While true wireless buds are easy to find in all shapes and prices these days, those that are made for exercising and built for stability aren’t that many. Plantronics already dabbled in this segment last year with the BackBeat Fit 3100, which were good until you stepped into the wide open outdoors. Connectivity dropped between the two buds, making them nearly unusable in the environment they were built for.
Plantronics came back this year with a fix to this problem. The new Fit 3150 and 3200 use Bluetooth 5.0, offer a more stable connection, and don’t have any issue outdoor. The 3150 use a non-sealing eartip, while the 3200 I’m reviewing here have in-ear noise-isolating silicone tips. Unfortunately, like the Pro 5100 and Fit 6100, they still use Micro-USB for charging.
Hardware, controls, what’s in the box
Keeping in line with the sports focus, the Plantronics BackBeat Fit 3200 are unlike many true wireless buds you’ve seen. They come with a zippered case that cradles each bud perfectly and offers a little pocket for the charging cable. Both case and buds have a soft rubbery touch that doesn’t feel cheap at all. The buds have large ear loops that help secure them around your ear plus a small stabilizer that further steadies them in your ear.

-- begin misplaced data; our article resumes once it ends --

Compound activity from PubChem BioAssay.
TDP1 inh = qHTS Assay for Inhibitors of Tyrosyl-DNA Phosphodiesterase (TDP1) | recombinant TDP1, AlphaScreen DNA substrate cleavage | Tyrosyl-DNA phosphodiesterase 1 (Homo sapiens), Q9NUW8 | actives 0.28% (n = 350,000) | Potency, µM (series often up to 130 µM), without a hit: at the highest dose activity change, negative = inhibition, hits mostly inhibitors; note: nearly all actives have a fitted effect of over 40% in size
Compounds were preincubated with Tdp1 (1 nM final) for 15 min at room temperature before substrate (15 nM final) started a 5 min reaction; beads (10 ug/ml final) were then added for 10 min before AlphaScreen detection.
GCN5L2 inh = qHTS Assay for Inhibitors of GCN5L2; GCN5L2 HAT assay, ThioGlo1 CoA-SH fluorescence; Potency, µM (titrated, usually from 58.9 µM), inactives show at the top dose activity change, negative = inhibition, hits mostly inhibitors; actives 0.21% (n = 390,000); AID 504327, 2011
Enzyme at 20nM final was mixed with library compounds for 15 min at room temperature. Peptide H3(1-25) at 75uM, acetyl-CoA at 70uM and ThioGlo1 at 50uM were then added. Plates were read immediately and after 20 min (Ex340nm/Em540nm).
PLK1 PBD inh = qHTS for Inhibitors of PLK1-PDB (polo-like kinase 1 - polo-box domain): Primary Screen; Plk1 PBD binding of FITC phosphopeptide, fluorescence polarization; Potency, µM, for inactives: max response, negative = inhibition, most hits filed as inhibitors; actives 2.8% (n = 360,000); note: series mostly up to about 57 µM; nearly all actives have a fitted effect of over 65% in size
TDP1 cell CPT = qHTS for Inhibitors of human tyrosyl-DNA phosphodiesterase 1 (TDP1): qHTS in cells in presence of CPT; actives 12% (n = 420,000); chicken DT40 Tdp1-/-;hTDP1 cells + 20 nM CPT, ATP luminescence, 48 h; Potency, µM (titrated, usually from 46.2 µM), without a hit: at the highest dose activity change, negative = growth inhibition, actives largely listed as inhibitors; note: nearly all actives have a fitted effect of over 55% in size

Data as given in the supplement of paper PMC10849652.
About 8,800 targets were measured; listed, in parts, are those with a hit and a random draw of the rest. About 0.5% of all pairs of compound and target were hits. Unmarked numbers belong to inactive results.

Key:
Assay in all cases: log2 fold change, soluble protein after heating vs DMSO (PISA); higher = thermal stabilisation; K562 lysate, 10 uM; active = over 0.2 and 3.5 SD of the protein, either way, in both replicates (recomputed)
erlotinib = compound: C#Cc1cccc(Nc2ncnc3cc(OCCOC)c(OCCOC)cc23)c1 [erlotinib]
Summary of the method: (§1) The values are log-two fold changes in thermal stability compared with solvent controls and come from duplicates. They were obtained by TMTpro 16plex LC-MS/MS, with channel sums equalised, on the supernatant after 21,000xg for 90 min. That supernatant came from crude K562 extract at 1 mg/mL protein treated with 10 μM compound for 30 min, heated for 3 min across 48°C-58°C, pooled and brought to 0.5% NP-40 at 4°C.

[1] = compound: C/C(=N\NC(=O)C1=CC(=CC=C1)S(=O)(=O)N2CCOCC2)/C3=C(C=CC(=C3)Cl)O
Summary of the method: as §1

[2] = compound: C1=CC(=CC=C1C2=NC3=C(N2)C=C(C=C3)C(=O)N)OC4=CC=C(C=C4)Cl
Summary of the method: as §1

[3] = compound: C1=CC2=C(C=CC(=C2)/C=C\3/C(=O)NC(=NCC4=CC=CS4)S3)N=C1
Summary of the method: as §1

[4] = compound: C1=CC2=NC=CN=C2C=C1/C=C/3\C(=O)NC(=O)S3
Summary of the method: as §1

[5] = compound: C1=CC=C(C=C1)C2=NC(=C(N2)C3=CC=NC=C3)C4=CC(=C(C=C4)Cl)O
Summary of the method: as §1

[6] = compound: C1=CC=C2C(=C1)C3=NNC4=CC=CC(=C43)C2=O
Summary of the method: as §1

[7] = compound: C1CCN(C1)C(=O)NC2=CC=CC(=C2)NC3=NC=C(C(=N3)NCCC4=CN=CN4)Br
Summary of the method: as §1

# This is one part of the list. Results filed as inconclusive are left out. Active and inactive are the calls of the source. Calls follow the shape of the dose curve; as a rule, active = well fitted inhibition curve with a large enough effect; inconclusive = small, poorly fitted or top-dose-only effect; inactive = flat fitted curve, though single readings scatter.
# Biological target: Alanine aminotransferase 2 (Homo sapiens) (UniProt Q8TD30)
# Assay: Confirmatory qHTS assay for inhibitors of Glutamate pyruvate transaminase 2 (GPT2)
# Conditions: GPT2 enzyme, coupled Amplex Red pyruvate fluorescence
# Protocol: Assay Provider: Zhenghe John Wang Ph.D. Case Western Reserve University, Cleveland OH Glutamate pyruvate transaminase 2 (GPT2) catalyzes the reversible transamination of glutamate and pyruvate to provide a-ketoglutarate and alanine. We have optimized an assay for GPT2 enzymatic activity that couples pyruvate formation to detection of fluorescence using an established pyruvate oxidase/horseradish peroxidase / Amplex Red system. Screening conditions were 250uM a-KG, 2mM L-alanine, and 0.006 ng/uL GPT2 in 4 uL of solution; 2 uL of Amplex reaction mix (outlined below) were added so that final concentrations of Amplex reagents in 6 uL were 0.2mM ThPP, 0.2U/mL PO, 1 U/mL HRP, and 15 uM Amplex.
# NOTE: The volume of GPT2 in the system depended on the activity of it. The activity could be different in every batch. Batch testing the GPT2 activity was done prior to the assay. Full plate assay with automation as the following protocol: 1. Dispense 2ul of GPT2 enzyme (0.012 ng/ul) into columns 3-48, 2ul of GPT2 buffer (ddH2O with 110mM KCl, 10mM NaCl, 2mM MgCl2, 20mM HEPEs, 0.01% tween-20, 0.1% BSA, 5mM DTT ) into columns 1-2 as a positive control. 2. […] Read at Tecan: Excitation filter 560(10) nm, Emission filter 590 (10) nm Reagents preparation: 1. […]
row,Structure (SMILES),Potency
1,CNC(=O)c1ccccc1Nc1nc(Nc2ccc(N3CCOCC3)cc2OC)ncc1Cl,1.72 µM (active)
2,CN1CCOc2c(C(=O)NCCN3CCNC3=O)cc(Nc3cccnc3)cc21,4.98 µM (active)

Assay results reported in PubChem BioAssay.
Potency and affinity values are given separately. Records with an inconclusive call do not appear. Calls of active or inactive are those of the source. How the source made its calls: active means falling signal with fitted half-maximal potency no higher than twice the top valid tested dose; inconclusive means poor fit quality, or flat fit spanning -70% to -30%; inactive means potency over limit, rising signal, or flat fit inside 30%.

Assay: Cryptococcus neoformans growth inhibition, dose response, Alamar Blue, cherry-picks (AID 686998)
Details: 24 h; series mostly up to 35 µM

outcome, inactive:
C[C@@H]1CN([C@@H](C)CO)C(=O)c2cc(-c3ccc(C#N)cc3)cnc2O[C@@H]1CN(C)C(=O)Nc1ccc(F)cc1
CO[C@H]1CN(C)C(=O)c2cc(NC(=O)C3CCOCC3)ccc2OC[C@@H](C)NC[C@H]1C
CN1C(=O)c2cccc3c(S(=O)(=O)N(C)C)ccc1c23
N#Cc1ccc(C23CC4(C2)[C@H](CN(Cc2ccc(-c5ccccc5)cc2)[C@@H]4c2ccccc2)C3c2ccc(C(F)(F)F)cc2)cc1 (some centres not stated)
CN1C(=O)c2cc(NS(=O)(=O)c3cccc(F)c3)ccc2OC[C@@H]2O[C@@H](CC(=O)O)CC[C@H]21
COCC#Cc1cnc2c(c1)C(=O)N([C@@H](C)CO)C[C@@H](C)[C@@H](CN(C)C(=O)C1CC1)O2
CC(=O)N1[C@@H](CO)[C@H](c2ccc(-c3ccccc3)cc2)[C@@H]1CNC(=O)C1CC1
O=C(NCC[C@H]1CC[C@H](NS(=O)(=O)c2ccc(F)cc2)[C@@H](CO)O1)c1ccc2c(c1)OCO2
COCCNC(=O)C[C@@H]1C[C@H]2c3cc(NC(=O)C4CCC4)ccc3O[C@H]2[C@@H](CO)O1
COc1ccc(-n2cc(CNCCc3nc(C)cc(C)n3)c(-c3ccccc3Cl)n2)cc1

Thanks to that design and the rubber material used, they won’t fall off no matter what you do or how sweaty you get. Runs, squats, jumps, burpees, and any other demanding gym routine won’t manage to nudge them out. They’re that stable.
Plantronics’ entire Fit line-up so far has been focused on non-sealing ear tips for environmental awareness while exercising outdoor. Gym goers couldn’t use them if their facility pumps obnoxious loud music or if they want to avoid the background sound of dropped dumbbells, clinking weights, and powerful grunts. With the 3200, we finally have an in-ear BackBeat Fit design that isolates you from those sounds. The buds also offer an awareness feature that mixes outside noise with your music at the level your prefer, so you can still use them when exercising outdoors.
The reflective surface on each bud is both a clicky button and a touch-sensitive area. You can pick the primary bud in the app or use them separately in mono mode. In stereo, the main bud takes clicks: one for play/pause, two for fast-forward, three for rewind. Answering a call requires one click, while triggering Assistant (Android) or Siri (iOS) is done by clicking and holding for two seconds. The secondary bud responds to touch inputs: a tap raises the volume, a tap-and-hold lowers it. These controls are exhaustive and I was glad to use a pair of true wireless buds where I didn’t have to give up on access to volume or rewind or Assistant for some reason.
Plantronics has learned a lot when it comes to connectivity, controls, and form factor, but it keeps marching to the beat of its own drum when it comes to charging. You don’t have to fill up the 3200 frequently, but when you do, you better be OK with Micro-USB charging because that’s the only choice you have.